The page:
By the beginning of the 18th century, an iron foundry had been put into operation in the Urals. Yekaterinburg, which today is the industrial center of the Urals economic region, was founded as a center for the copper and iron industries. Although the Urals grew in importance as a mining and industrial area under the czars, its rapid development dates only from the Soviet era, particularly during the World War II years when the Soviet Union expanded its industries there to compensate for the loss of plants that were overrun by the Germans on the west. Today the Urals form a vast economic complex based on extractive, metallurgical, and heavy machinery; and electrical engineering, chemical, and petrochemical industries.


    0 of 8192 characters used
    Post Comment

    No comments yet.


    This website uses cookies

    As a user in the EEA, your approval is needed on a few things. To provide a better website experience, uses cookies (and other similar technologies) and may collect, process, and share personal data. Please choose which areas of our service you consent to our doing so.

    For more information on managing or withdrawing consents and how we handle data, visit our Privacy Policy at:

    Show Details
    HubPages Device IDThis is used to identify particular browsers or devices when the access the service, and is used for security reasons.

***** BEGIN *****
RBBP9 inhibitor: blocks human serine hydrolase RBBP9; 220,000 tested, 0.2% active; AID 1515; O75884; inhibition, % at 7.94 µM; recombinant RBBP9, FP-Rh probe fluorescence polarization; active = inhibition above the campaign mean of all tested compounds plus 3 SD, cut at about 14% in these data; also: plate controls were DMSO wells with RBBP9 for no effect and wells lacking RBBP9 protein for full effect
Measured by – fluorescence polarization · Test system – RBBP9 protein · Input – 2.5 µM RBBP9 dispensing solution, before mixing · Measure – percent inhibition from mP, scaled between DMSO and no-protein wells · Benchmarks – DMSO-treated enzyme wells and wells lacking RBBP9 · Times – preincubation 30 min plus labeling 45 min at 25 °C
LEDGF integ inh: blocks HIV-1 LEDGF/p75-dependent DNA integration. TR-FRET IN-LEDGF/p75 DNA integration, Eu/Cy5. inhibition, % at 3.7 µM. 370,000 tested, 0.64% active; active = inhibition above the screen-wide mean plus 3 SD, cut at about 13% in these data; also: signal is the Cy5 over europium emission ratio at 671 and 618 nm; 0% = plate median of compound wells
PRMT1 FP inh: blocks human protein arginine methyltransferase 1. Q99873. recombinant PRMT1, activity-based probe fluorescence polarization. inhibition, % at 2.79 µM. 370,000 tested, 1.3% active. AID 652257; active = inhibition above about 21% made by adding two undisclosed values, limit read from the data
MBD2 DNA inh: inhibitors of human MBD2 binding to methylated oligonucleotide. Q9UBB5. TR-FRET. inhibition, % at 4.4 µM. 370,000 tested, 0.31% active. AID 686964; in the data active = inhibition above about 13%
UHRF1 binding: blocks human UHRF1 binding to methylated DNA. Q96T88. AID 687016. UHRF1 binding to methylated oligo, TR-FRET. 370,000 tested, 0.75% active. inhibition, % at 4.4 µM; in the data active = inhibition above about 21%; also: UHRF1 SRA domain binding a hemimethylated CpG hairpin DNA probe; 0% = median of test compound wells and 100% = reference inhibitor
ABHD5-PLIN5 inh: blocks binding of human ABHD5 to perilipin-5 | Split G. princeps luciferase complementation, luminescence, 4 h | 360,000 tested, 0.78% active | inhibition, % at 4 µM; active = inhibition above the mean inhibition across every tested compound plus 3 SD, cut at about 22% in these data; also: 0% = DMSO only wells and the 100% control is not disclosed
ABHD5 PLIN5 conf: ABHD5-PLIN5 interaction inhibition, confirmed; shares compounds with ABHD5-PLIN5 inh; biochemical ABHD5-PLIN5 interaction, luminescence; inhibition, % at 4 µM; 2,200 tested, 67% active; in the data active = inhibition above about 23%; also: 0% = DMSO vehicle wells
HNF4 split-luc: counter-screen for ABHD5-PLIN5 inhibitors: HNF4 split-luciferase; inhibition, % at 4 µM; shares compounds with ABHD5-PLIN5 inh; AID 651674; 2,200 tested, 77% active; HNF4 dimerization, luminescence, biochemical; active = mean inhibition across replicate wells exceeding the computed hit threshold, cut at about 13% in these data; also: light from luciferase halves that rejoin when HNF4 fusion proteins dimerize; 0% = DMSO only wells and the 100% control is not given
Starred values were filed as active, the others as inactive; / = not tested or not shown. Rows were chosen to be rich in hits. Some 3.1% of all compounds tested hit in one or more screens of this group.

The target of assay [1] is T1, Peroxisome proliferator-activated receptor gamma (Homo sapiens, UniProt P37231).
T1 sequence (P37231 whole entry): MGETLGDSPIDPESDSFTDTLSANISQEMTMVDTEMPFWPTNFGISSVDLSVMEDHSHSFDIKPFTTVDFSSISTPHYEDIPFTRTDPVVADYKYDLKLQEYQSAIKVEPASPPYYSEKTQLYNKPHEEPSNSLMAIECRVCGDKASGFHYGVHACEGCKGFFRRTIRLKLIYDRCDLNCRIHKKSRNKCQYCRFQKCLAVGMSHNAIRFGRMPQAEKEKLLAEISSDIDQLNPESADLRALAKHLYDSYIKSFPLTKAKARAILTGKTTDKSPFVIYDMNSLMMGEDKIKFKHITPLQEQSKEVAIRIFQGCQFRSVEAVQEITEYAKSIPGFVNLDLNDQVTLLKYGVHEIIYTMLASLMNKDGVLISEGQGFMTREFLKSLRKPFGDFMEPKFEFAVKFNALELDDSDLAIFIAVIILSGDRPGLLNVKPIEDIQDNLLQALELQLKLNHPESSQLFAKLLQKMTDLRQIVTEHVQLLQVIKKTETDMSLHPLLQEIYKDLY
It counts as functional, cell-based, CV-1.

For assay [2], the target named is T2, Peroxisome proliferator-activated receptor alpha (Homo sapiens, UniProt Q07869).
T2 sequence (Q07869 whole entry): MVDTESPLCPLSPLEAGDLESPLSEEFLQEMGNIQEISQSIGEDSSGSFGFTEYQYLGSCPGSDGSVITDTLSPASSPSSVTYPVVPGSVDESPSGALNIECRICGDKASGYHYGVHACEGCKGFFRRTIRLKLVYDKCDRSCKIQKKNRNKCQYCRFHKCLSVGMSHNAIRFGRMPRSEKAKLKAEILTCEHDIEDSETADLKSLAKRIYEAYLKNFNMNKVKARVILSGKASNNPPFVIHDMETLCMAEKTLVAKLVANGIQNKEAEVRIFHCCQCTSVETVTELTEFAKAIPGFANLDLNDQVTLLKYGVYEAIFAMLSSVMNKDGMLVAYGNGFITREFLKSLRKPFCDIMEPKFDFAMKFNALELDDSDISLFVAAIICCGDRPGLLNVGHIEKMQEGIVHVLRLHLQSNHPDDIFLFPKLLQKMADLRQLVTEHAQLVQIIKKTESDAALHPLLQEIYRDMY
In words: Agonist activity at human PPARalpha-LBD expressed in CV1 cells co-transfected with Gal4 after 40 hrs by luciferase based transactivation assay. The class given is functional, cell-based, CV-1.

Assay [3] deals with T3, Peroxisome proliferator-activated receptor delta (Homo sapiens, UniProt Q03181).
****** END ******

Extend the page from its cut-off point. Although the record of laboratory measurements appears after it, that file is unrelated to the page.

LoginThis is necessary to sign in to the HubPages Service.
    Google RecaptchaThis is used to prevent bots and spam. (Privacy Policy)
    AkismetThis is used to detect comment spam. (Privacy Policy)
    HubPages Google AnalyticsThis is used to provide data on traffic to our website, all personally identifyable data is anonymized. (Privacy Policy)
    HubPages Traffic PixelThis is used to collect data on traffic to articles and other pages on our site. Unless you are signed in to a HubPages account, all personally identifiable information is anonymized.
    Amazon Web ServicesThis is a cloud services platform that we used to host our service. (Privacy Policy)
    CloudflareThis is a cloud CDN service that we use to efficiently deliver files required for our service to operate such as javascript, cascading style sheets, images, and videos. (Privacy Policy)
    Google Hosted LibrariesJavascript software libraries such as jQuery are loaded at endpoints on the or domains, for performance and efficiency reasons. (Privacy Policy)
    Google Custom SearchThis is feature allows you to search the site. (Privacy Policy)
    Google MapsSome articles have Google Maps embedded in them. (Privacy Policy)
    Google ChartsThis is used to display charts and graphs on articles and the author center. (Privacy Policy)
    Google AdSense Host APIThis service allows you to sign up for or associate a Google AdSense account with HubPages, so that you can earn money from ads on your articles. No data is shared unless you engage with this feature. (Privacy Policy)